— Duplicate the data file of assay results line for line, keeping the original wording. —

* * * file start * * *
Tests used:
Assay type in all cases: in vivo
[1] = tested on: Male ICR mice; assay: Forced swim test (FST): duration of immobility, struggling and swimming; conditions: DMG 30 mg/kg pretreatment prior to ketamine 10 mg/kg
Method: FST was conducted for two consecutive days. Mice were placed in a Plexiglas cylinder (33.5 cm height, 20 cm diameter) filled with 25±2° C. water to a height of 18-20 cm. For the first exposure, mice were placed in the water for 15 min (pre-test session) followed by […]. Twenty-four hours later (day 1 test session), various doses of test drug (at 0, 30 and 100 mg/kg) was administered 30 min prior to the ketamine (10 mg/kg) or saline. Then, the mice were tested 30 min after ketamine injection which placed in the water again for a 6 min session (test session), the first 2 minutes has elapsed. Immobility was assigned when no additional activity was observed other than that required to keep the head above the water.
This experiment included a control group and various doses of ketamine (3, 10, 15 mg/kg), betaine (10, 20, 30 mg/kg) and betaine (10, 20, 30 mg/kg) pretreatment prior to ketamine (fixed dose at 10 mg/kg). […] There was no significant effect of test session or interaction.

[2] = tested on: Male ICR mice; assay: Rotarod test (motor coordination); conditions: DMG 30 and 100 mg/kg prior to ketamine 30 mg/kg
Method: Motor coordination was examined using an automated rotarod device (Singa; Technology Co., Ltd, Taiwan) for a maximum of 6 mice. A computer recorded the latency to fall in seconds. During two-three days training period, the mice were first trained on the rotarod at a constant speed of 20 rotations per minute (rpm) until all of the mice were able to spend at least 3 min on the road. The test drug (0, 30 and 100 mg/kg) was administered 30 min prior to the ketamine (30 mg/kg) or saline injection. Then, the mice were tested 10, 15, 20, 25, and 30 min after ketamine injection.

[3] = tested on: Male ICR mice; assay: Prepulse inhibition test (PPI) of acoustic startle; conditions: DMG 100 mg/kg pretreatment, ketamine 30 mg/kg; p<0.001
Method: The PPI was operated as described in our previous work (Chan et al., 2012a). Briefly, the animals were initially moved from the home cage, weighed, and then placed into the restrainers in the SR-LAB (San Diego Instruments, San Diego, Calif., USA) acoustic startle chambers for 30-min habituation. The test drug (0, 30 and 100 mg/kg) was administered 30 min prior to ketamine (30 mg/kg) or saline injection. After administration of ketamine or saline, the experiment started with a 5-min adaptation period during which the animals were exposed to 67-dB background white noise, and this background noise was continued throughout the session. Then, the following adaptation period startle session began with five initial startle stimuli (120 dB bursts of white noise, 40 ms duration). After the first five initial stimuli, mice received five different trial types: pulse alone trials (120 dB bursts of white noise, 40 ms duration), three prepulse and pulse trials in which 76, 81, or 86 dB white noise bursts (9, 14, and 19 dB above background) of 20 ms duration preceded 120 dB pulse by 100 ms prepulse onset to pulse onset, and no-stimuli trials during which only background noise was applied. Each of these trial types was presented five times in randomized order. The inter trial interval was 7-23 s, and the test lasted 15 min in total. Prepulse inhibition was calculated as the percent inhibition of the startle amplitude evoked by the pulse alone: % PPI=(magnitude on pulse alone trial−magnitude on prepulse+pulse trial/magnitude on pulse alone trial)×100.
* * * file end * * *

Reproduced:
Tests used:
Assay type in all cases: in vivo
[1] = tested on: Male ICR mice; assay: Forced swim test (FST): duration of immobility, struggling and swimming; conditions: DMG 30 mg/kg pretreatment prior to ketamine 10 mg/kg
Method: FST was conducted for two consecutive days. Mice were placed in a Plexiglas cylinder (33.5 cm height, 20 cm diameter) filled with 25±2° C. water to a height of 18-20 cm. For the first exposure, mice were placed in the water for 15 min (pre-test session) followed by […]. Twenty-four hours later (day 1 test session), various doses of test drug (at 0, 30 and 100 mg/kg) was administered 30 min prior to the ketamine (10 mg/kg) or saline. Then, the mice were tested 30 min after ketamine injection which placed in the water again for a 6 min session (test session), the first 2 minutes has elapsed. Immobility was assigned when no additional activity was observed other than that required to keep the head above the water.
This experiment included a control group and various doses of ketamine (3, 10, 15 mg/kg), betaine (10, 20, 30 mg/kg) and betaine (10, 20, 30 mg/kg) pretreatment prior to ketamine (fixed dose at 10 mg/kg). […] There was no significant effect of test session or interaction.

[2] = tested on: Male ICR mice; assay: Rotarod test (motor coordination); conditions: DMG 30 and 100 mg/kg prior to ketamine 30 mg/kg
Method: Motor coordination was examined using an automated rotarod device (Singa; Technology Co., Ltd, Taiwan) for a maximum of 6 mice. A computer recorded the latency to fall in seconds. During two-three days training period, the mice were first trained on the rotarod at a constant speed of 20 rotations per minute (rpm) until all of the mice were able to spend at least 3 min on the road. The test drug (0, 30 and 100 mg/kg) was administered 30 min prior to the ketamine (30 mg/kg) or saline injection. Then, the mice were tested 10, 15, 20, 25, and 30 min after ketamine injection.

[3] = tested on: Male ICR mice; assay: Prepulse inhibition test (PPI) of acoustic startle; conditions: DMG 100 mg/kg pretreatment, ketamine 30 mg/kg; p<0.001
Method: The PPI was operated as described in our previous work (Chan et al., 2012a). Briefly, the animals were initially moved from the home cage, weighed, and then placed into the restrainers in the SR-LAB (San Diego Instruments, San Diego, Calif., USA) acoustic startle chambers for 30-min habituation. The test drug (0, 30 and 100 mg/kg) was administered 30 min prior to ketamine (30 mg/kg) or saline injection. After administration of ketamine or saline, the experiment started with a 5-min adaptation period during which the animals were exposed to 67-dB background white noise, and this background noise was continued throughout the session. Then, the following adaptation period startle session began with five initial startle stimuli (120 dB bursts of white noise, 40 ms duration). After the first five initial stimuli, mice received five different trial types: pulse alone trials (120 dB bursts of white noise, 40 ms duration), three prepulse and pulse trials in which 76, 81, or 86 dB white noise bursts (9, 14, and 19 dB above background) of 20 ms duration preceded 120 dB pulse by 100 ms prepulse onset to pulse onset, and no-stimuli trials during which only background noise was applied. Each of these trial types was presented five times in randomized order. The inter trial interval was 7-23 s, and the test lasted 15 min in total. Prepulse inhibition was calculated as the percent inhibition of the startle amplitude evoked by the pulse alone: % PPI=(magnitude on pulse alone trial−magnitude on prepulse+pulse trial/magnitude on pulse alone trial)×100.